Coalition urges Michigan to invest $600M for EV infrastructure, workforce training
A coalition of nonprofits and businesses on Monday called upon the state legislature to invest $600 million for electric-vehicle and alternative fuel infrastructure, workforce training and site preparation to preserve Michigan's mobility leadership.
The 28 organizations' proposal builds upon existing programs and recommendations made recently by the Council on Future Mobility and Electrification report as the transportation industry undergoes a historic transformation toward alternative fuels with fewer emissions that require different workforce skills, charging stations and new facilities. The proposal comes as the legislature discusses how to use funds from the federal American Rescue Plan Act and excess money from the general fund.
"This a historic opportunity for us," said Frank Houston, regional program manager for the BlueGreen Alliance, an environmental and labor organization. "We're Michigan; we're positioned to come out ahead of this, but every report, every white paper, everything we've put out shows failure to invest now in the changes underway will cost our communities, our workers far more than making the $600 million investment we are calling for today."
The MI Clean Future proposal would allocate $100 million for site development. This comes after the state said it didn't compete for an $11.4 billion investment by Ford Motor Co. and partner SK Innovation for a new EV assembly plant and three battery plants in Tennessee and Kentucky.
The $100 million would ready six large sites and 30 smaller sites that could generate $11.4 billion in private investment, create nearly 20,000 jobs and support $10 million in public-private match funds, according to the report.
"This proposal will help Michigan be a real contender for the next big electric vehicle manufacturing facility," Jane McCurry, executive director of nonprofit Clean Fuels Michigan, said during a news conference from the steps of the Michigan State Capitol in Lansing.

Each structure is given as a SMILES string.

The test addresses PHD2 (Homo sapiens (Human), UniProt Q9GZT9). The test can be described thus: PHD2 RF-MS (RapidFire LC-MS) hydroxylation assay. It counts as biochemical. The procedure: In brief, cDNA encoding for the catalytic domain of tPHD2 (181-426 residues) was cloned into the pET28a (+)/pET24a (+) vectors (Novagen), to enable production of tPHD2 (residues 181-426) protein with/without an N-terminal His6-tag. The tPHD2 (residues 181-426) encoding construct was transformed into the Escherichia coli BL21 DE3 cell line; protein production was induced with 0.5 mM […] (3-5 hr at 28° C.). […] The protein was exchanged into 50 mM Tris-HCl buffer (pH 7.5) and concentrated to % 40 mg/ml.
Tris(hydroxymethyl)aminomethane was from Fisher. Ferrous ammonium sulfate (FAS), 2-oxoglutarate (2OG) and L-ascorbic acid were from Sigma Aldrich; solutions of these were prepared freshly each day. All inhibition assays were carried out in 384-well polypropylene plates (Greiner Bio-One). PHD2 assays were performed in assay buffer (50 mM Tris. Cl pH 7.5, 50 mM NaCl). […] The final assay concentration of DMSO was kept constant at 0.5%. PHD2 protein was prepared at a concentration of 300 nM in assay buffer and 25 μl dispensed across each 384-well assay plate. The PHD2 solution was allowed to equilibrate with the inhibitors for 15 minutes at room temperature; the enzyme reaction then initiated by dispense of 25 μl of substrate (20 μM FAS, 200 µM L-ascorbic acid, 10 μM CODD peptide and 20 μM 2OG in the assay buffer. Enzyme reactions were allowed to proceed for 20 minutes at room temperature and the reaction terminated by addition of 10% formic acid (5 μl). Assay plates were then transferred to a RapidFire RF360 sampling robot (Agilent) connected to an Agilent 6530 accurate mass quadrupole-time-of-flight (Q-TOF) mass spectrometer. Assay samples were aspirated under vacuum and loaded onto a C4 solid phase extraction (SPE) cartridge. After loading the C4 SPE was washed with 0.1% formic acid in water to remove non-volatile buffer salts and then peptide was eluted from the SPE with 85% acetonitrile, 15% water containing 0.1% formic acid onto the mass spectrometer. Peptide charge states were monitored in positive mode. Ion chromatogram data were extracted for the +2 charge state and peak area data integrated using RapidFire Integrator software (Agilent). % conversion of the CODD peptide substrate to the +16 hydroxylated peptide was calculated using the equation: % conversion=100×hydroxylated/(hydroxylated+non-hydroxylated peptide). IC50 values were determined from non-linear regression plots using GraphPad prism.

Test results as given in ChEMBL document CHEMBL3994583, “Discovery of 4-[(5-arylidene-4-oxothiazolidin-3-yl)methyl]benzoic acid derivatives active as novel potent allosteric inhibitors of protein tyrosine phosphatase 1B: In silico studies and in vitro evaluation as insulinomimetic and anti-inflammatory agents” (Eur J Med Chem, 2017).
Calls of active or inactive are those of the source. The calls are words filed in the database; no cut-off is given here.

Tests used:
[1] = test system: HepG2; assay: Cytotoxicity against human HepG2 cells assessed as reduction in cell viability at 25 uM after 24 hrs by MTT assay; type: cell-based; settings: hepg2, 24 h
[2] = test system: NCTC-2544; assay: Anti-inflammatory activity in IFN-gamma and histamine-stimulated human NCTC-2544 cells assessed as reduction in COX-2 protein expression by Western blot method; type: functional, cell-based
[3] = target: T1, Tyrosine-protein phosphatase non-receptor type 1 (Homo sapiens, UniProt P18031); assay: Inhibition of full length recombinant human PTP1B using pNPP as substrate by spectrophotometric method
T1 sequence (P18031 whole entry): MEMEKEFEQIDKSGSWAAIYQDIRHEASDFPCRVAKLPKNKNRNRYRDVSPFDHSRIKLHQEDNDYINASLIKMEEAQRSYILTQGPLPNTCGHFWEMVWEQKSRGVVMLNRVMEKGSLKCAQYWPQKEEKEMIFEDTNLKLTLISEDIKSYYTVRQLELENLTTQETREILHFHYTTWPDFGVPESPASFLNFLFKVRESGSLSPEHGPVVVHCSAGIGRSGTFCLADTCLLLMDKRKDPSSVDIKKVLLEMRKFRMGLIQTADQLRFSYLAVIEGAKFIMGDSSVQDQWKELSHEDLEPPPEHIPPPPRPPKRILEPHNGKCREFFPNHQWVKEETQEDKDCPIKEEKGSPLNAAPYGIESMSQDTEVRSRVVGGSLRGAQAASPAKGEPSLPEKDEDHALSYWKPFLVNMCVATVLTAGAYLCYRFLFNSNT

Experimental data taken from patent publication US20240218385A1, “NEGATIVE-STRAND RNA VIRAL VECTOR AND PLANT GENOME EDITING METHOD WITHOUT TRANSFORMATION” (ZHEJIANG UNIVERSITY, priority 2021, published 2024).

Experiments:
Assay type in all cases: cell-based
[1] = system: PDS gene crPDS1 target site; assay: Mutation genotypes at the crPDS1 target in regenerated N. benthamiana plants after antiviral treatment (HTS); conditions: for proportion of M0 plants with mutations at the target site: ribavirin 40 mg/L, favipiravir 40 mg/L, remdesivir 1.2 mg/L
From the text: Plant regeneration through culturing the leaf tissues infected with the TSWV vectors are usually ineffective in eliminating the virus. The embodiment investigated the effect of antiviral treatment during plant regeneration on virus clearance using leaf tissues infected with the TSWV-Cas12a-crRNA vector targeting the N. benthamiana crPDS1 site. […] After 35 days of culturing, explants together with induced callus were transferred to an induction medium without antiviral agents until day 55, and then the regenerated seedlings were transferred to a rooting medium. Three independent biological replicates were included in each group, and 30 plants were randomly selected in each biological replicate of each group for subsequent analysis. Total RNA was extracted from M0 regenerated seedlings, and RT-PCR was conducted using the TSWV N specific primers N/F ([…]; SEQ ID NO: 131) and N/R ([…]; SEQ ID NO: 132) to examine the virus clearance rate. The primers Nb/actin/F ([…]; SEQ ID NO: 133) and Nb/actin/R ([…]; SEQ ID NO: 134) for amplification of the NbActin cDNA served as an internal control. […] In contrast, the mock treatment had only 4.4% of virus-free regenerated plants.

Another $100 million would go toward recruiting and retaining jobs in the transportation sector, which accounts for 20% of Michigan jobs. That includes $30 million for helping to transition workers for the new technologies and $10 million for public education efforts.
There would be $100 million for clean school buses and transit buses and $100 million for clean municipal and state fleet vehicles.
The proposal also includes $50 million for EV chargers and other alternative-fueling stations, which could function as matching funds should the federal government pass an infrastructure spending bill, and $40 million for EV chargers at low-income and multifamily housing. Pilot infrastructure projects also would receive $15 million, including charging hubs, in-road charging, connected vehicle projects and more.
There also would be a $5 million study and pilot to find a long-term solution for road funding in light of falling revenue from gas taxes.
"We have an opportunity today," Joshua Bylsma, CEO of Tradion, a Grand Haven-based EV charger provider, "to make the investment for our future tomorrow."
Member of the coalition include the following:
- Asthma & Allergy Foundation of America — Michigan Chapter
- Blink Charging
- BlueGreen Alliance
- Clean Fuels Michigan
- Ecology Center
- Environmental Law and Policy Center
- Great Lakes Renewable Energy Association
- Icom North America LLC
- ITC Holdings Corp.
- Lion Electric
- MI Air MI Health
- Michigan Clean Cities
- Michigan Clinicians for Climate Action
- Michigan Energy Innovation Business Council
- Michigan Environmental Council
- Michigan Propane Gas Association
- Michigan Soybean Association
- Navistar Inc.
- Navya Inc
- Powerlink Systems
- Rhombus Energy Solutions
- Roush CleanTech
- The Electrification Coalition